How to Best Use an Executive Coach to Propel Your Marketing Career

executive recruiters for marketing coaching

As executive recruiters for marketing and digital fields, we frequently encounter the subject of executive coaches. Sometimes candidates will ask if we recommend one, or we’ll work with talent that already has some kind of life/career coach, or someone in our network will share their experience with one. We’ve seen a lot of success stories among marketing professionals–and some duds.

The reality is that an executive career coach can be an immensely valuable partner. But not all “experts” who call themselves executive coaches are created equal. And not all situations call for a career coach–even a very good one.

If you’re a marketer climbing the ladder, at some point you might find yourself in a position where an executive coach is just what you need to take your career to the next level. Here’s what you need to know before making such an important decision.

Why Marketers Can Find Them So Valuable

Every business discipline has professionals that could benefit from some kind of career coaching or leadership development. But today’s marketers frequently find themselves in a situation where this assistance and support could be especially useful.

“There’s a lot of change that’s happening,” says author, speaker, and executive coach Henna Inam. As a former CMO and someone who has helped develop marketing leaders at Fortune 500 companies, she’s seen firsthand the challenges and obstacles today’s senior marketing professionals face.

“There’s a lot of innovation; in terms of online and social media engagement, industry changes, new competitors from adjacent industries, how the consumer acts and goes to market. There’s a lot happening in data analytics, and new ways of thinking about customer experience.”

You think about the role of CMOs, they’re really having to collaborate and set the vision for their company.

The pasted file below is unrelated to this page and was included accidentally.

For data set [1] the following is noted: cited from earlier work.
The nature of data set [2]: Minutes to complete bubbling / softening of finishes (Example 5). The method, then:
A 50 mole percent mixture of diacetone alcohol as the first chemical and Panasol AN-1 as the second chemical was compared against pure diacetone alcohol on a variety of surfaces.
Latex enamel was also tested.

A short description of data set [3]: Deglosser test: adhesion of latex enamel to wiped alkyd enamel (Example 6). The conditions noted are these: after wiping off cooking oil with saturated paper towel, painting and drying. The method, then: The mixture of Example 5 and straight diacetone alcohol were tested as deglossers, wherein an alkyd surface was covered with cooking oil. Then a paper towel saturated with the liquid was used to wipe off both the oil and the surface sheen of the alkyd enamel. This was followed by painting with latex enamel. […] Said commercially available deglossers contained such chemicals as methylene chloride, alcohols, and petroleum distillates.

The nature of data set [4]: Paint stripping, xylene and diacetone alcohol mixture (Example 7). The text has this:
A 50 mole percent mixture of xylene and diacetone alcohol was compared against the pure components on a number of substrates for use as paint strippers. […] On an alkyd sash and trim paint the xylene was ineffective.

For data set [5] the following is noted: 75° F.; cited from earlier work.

And it’s not just the nature of marketing itself that’s changing. It’s what’s increasingly being expected of the marketing department and its leaders by the rest of the business.

“You think about the role of CMOs, they’re really having to collaborate and set the vision for their company. All of that requires agility to change. We’re getting increasingly global, and working across time zones, virtual teams, and cultural boundaries requires new leadership skills. We need to increasingly influence without authority. Marketing leaders have to create strong, trusted relationships with vendors and peers and global counterparts inside and outside of the organization. From a leadership perspective, there’s a huge opportunity for leaders to improve self awareness, agility, to discover their strengths and what can derail them, and learn how to influence across the organization.”

New technology, tools, and strategies for marketing are emerging on a constant basis. Even the best, most experienced marketers can fall behind without realizing it. A good executive coach will help individuals manage their own personal transformation without getting overwhelmed.

The Best Times for Marketers to Consider an Executive Coach

Executive coach

An executive coach can be an excellent partner to help grow your career or navigate a major life change. But don’t go searching for an executive coaching organizations to treat as executive job search firms to find a new job or because you’re underperforming at work.